"What are the implications of nuclear multipolarity for stability? This is one of a dozen questions set out by the Nuclear Deterrence Sustainment Panel of the Threat Reduction Advisory Committee as a part of its effort to stimulate 'a more profound level of intellectual activity' about how to meet and reduce threats posed by weapons of mass destruction. In trying to come to terms with this question, analysts in the United States clearly work with a very significant intellectual inheritance from the Cold War. This inheritance defines some very specific ways of thinking about nuclear stability, with an emphasis on the twin problems of arms race and crisis instability. It also defines some specific ways of thinking about multipolarity, with an emphasis on the balance of power system and nuclear proliferation. To better appreciate where inherited concepts remain valid, where they can help generate useful new insights, and where their limitations are crippling requires a new approach based on the strategic realities of the emerging nuclear era, rather than the past one. Toward that end, this paper explores three levels of analysis: The major power core, the regional subsystems, the connections between the two. In each case, new or newly significant nuclear dynamics are identified and explored. Potential sources of instability are then considered. These are then collected together to frame an assessment of the changing nuclear stability agenda." Note: This document has been added to the Homeland Security Digital Library in agreement with the Project on Advanced Systems and Concepts for Countering WMD (PASCC) as part of the PASCC collection. Permission to download and/or retrieve this resource has been obtained through PASCC.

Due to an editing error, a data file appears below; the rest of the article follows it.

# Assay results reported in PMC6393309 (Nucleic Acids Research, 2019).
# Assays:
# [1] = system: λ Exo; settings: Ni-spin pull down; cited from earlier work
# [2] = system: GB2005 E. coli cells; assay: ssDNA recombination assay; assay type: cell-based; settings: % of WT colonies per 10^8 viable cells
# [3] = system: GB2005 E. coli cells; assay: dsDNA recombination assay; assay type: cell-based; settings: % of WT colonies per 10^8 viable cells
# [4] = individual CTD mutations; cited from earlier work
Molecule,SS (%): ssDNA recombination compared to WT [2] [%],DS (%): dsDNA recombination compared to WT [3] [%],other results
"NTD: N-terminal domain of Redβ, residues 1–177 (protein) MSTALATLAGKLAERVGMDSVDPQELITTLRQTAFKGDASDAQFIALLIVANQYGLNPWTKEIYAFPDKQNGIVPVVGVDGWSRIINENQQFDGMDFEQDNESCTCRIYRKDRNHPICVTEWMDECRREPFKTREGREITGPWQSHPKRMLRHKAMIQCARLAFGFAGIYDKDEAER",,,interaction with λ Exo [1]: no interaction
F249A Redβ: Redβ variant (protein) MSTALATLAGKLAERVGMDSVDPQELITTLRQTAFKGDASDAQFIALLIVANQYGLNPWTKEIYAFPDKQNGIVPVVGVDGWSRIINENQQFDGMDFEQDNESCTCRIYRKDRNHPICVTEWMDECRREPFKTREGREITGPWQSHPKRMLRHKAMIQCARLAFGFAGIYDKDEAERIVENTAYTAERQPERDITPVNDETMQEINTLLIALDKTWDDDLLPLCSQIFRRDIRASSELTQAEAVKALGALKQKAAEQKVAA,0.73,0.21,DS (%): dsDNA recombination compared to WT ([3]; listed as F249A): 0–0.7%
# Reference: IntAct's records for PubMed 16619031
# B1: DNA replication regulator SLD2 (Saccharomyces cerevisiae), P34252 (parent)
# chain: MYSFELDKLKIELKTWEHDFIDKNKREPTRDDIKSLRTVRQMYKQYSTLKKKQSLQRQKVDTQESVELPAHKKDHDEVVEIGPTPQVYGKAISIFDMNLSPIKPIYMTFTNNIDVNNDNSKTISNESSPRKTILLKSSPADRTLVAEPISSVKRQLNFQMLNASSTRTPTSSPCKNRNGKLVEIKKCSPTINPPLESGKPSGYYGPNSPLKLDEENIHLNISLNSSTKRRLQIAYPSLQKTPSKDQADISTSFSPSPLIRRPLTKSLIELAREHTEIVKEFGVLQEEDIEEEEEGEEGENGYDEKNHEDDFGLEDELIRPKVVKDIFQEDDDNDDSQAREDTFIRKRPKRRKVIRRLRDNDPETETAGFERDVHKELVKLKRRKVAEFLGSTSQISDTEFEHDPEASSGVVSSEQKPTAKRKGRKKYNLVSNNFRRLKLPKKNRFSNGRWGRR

2000 Institute for Defense Analyses. Posted here with permission. Documents are for personal use only and not for commercial profit. Downloaded or retrieved via external web link as part of the PASCC collection.